All Mate Gauge systems use flying spot (scanning) laser sensors - not stationary! Scanning lasers systems have the benefit of being able to read at any location across the entire stroke, but they have some other key advantages. By moving the sensors out of the material range, it makes maintenenace easier, as well as allowing a key feature of automatic referencing. The sensors are able to check themselves against a standard at a set interval allowing the measurement accuracy to be greatly tightened.  When the sensors do get dirty, our alert system makes sure you’re immediately notified. When it’s cleaning time, the sensors are easily retracted and quickly cleaned with zero disruption to your manufacturing line. 

Alternatives to scanning sensors may be multiple pairs of fixed sensors - however adding more sensors can complicate calibration and add costs, plus the loss of ability to move the scans across the stroke.  On top of that, if you want to add peripheral hardware to each sensor, such as air purge and temperature control, it quickly becomes very expensive.  If your material width changes or you want to use the same line for more than one product, you have to start over and reposition and recalibrate all of the sensors. This can be time-consuming and requires the line to shut down.

Line sensors that span a portion of the working measurement stroke, but to acheive a substainial measuring line width they lose considerable accuarcy. Shorter range spot sensors have dramatically higher accuracy.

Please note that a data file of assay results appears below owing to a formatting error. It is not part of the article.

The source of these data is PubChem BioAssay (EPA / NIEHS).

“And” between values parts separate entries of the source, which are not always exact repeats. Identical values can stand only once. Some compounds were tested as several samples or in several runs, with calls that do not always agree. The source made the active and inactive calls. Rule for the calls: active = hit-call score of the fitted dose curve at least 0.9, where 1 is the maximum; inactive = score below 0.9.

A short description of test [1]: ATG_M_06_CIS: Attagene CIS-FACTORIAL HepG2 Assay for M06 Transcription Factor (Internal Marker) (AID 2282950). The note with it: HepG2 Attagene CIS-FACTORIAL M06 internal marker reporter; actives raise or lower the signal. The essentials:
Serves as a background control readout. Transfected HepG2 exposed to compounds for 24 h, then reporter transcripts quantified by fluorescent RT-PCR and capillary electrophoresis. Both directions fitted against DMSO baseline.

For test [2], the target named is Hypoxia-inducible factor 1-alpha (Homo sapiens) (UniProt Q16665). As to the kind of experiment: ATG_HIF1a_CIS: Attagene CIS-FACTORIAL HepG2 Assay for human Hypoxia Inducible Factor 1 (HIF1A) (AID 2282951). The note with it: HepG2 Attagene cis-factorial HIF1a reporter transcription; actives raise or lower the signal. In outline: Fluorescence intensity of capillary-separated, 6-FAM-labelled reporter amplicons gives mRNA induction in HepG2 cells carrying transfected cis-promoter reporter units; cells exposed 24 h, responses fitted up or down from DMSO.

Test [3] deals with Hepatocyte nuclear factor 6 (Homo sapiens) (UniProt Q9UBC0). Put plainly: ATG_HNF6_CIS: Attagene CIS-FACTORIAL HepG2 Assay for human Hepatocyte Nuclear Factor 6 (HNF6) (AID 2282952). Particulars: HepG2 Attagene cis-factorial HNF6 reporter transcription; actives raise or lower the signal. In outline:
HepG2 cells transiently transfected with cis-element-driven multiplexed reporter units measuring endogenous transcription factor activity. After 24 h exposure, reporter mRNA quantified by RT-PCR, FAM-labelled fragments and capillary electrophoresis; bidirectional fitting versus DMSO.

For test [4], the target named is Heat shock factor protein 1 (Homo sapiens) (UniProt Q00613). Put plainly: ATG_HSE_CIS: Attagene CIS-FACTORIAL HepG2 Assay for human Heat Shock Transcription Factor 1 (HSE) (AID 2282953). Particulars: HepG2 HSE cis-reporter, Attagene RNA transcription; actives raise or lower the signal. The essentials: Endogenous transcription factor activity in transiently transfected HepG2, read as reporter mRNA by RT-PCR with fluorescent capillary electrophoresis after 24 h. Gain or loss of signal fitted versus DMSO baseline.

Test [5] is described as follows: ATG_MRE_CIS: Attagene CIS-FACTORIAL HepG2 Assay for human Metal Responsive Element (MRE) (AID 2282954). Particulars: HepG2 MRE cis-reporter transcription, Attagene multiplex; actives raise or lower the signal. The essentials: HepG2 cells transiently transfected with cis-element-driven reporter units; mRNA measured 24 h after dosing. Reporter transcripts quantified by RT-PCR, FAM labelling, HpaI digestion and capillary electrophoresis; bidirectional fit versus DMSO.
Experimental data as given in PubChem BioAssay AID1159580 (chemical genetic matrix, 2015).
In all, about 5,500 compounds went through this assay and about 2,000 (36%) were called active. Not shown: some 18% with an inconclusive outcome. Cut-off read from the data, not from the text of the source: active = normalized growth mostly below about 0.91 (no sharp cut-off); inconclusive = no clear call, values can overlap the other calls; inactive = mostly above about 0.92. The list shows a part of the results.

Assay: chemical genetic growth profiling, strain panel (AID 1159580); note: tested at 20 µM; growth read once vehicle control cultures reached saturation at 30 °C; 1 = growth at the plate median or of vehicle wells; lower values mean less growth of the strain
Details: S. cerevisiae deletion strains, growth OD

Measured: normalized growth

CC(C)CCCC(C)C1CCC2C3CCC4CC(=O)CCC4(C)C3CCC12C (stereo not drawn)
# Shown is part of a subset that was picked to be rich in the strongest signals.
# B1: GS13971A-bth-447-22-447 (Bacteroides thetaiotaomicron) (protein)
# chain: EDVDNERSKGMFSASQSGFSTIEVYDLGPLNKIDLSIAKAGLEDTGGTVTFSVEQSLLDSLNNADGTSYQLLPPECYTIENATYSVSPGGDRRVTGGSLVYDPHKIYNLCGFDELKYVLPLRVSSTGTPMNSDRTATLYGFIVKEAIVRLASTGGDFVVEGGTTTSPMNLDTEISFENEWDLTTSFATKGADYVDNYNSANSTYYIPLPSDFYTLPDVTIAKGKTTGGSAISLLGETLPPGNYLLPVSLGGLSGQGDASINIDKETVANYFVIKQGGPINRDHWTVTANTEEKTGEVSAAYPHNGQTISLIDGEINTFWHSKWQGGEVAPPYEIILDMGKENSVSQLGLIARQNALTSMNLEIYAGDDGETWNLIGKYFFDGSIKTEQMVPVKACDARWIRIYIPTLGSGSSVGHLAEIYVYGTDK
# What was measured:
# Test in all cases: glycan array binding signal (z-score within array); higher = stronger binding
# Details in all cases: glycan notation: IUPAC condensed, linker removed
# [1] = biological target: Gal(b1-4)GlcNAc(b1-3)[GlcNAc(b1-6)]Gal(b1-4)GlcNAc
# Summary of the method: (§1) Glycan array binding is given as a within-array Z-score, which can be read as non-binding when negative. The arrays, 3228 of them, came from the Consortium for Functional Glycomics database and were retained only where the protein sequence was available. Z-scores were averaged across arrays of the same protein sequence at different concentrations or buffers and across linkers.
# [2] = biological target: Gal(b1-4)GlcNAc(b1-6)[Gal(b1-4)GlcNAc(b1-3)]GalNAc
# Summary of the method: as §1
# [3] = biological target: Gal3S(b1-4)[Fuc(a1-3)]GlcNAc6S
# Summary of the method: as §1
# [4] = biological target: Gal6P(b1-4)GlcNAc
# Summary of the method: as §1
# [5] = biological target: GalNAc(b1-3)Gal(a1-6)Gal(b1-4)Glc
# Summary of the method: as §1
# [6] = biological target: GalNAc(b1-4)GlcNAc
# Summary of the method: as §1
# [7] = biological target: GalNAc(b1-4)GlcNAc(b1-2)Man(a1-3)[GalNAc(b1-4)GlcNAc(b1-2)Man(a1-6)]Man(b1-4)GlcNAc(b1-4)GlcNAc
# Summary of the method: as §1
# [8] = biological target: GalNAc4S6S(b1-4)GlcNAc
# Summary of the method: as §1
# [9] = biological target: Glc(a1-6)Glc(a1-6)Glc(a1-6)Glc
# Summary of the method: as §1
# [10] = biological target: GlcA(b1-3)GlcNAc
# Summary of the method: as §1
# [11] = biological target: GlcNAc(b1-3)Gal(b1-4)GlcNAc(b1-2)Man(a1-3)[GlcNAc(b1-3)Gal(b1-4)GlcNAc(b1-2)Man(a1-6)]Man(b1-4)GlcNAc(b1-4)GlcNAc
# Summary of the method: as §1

No. We use temperature monitoring sensors in combination with our master reference technology to prevent inaccurate measurements caused by temperature fluctuations. Working on a timer with flying spot sensors, the master reference point reacts to temperature changes. Anytime a temperature change is detected, the system automatically resets to the correct base measurement level

Our sensors come equipped with air purge technology, which helps reduce debris buildup that hinders measurement accuracy. However, when the sensors do get dirty, our alert system ensures that you’re notified immediately. Dirty sensors are easily retracted, and quickly cleaned with no disruption to your manufacturing line.

Our maintenance procedures are simple, and easy to follow. 

We recommend that our clients:

  • Clean the top and bottom sensor glass - daily (or as prompted) 
  • Clean the thickness reference tab - weekly (or as prompted)
  • Clean and lubricate the linear actuator - annually

All of our systems ship with a NIST-traceable calibration reference block. The gauge should be calibrated every 3 to 6 months. Inline gauges should also be calibrated anytime they are moved to a new location.

Inline gauges are great, because they allow material to be continuously measured, without having to stop the line, or remove samples for measurement.

Our benchtop systems are used in both lab applications, and on the factory floor. Our offline gauges are portable and robust, and designed for use in both of these settings.

Yes, we offer on-site commissioning and training services. One of our applications engineers will visit your plant to install the gauge on your line, and provide training to your operators

Our gauges measure at a speed of 150mm (6”) per second. Sampling rate is configurable between 1-5khz